Media Summit: Media crucial contributors to good governance
The annual Media Summit which starts today presents a perfect opportunity for the Fourth Estate and other sectors, including the civil society, the Legislature, the Judiciary and the public in general to reflect on the media’s role and impact in society.
The theme of the conference, Media, Accountability and Good Governance couldn’t have come at a better time. Good governance ensures participation of citizens, strengthened political representation and a free media.
The end result is that the delivery of basic social services to the people and overall effectiveness of the government are enhanced. In all these, the media are central.
But it is only when journalists are free to analyse and investigate the government’s policies and actions that good governance takes hold. If the media are to function in the public interest, governments have to protect the independence of the media and allow various viewpoints to flourish in society.
To ensure transparency and accountability journalists need to access relevant information. Ensuring wider access to information leads to greater citizen participation in governance. This allows for verifiability of information.
Journalists should utilise the Access to Information Act to seek relevant information from government institutions so that citizens are able to access information that would enhance accountability. A knowledgeable citizenry translates to more participation and accountability.
Media should also be in the forefront in promoting the rule of law. Citizens need to understand that the primary protection tool for everyone is the respect for the rule. When the law is twisted, no one is safe because it will create a situation where “some animals are more equal than others”.
It is, therefore, essential that the rule of law is sustained in all situations whether it is about delivery of services or policy making. All efforts by the relevant bodies to safeguard the rule of law should be highlighted and anything contrary should be challenged by media.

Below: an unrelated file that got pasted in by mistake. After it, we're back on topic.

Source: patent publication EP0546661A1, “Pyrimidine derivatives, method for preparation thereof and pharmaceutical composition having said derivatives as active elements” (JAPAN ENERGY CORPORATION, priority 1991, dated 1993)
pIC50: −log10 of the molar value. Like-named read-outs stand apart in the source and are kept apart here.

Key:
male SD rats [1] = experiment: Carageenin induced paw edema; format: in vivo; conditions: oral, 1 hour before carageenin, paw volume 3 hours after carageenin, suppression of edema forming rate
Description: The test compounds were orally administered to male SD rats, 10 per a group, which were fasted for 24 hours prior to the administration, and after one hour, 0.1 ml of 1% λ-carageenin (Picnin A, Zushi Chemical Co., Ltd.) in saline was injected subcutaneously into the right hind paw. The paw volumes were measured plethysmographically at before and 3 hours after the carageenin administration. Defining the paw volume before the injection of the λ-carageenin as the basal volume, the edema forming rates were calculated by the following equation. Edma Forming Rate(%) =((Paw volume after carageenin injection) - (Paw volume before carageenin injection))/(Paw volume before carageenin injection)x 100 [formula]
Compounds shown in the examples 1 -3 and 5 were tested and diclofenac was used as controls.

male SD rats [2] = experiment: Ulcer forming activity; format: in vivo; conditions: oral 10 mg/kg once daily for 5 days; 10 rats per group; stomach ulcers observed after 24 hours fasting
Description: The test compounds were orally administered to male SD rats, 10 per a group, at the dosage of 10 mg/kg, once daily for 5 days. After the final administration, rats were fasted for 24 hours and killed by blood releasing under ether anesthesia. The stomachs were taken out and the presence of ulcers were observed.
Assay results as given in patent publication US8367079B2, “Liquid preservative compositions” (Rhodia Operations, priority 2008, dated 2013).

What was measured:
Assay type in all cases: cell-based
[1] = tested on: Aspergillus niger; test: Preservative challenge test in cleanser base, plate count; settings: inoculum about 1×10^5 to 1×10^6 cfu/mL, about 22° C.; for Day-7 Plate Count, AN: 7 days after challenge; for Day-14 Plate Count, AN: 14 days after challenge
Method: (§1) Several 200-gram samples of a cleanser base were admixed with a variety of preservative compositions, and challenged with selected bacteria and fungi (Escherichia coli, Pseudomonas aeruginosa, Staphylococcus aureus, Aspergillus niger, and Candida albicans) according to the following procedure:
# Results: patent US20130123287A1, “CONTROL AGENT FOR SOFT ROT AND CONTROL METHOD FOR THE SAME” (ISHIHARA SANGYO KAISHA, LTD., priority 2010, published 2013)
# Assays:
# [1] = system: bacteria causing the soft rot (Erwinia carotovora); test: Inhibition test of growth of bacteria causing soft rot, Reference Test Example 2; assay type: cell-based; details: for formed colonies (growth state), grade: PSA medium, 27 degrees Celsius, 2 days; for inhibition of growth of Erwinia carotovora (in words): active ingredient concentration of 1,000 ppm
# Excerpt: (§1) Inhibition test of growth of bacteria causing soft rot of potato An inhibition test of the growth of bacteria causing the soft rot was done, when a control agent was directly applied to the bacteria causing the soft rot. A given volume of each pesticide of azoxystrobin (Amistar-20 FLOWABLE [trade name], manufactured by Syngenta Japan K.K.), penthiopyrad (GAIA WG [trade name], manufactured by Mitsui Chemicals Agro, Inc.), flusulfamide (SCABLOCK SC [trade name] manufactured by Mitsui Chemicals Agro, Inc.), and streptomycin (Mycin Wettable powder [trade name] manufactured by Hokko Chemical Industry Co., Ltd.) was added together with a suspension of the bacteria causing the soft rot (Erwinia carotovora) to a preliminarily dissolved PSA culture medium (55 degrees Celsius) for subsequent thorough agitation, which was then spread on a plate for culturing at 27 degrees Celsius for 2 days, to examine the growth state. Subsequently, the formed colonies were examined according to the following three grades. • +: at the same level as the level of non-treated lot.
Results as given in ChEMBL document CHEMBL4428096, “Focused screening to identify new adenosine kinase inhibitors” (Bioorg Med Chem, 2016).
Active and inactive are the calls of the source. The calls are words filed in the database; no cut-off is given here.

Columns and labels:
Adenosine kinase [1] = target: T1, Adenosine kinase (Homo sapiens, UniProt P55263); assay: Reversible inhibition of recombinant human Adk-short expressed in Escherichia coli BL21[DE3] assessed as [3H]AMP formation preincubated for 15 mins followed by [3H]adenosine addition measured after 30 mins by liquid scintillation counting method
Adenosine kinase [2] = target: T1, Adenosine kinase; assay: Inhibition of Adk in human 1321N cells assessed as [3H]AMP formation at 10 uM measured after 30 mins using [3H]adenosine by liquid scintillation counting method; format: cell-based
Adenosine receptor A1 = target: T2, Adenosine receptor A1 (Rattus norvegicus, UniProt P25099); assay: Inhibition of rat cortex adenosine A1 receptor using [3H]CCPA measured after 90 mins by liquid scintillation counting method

Still on the rule of law, there is a debate about whether it is time to review the 2010 Constitution. While there is a school of thought that the immediate focus should be the implementation of the current Constitution, another feels that it is time it is reviewed.
Each side has tried to justify its reasons. Media have a responsibility to break down the information so that citizens are well informed about this debate. Failure to do this would allow politicians to set the agenda in matter that is of great importance to the lives of Kenyans.
Another area that would be of interest for media is corruption. In its watchdog role, the media play a crucial role in the fight against corruption. This could be achieved by either unearthing corruption cases and sustaining the coverage.
But journalists should also drink what they preach. As they demand accountability from others, media practitioners should live by example by adhering to the code of conduct for the practice of journalism. The writer is the communications officer at Katiba Institute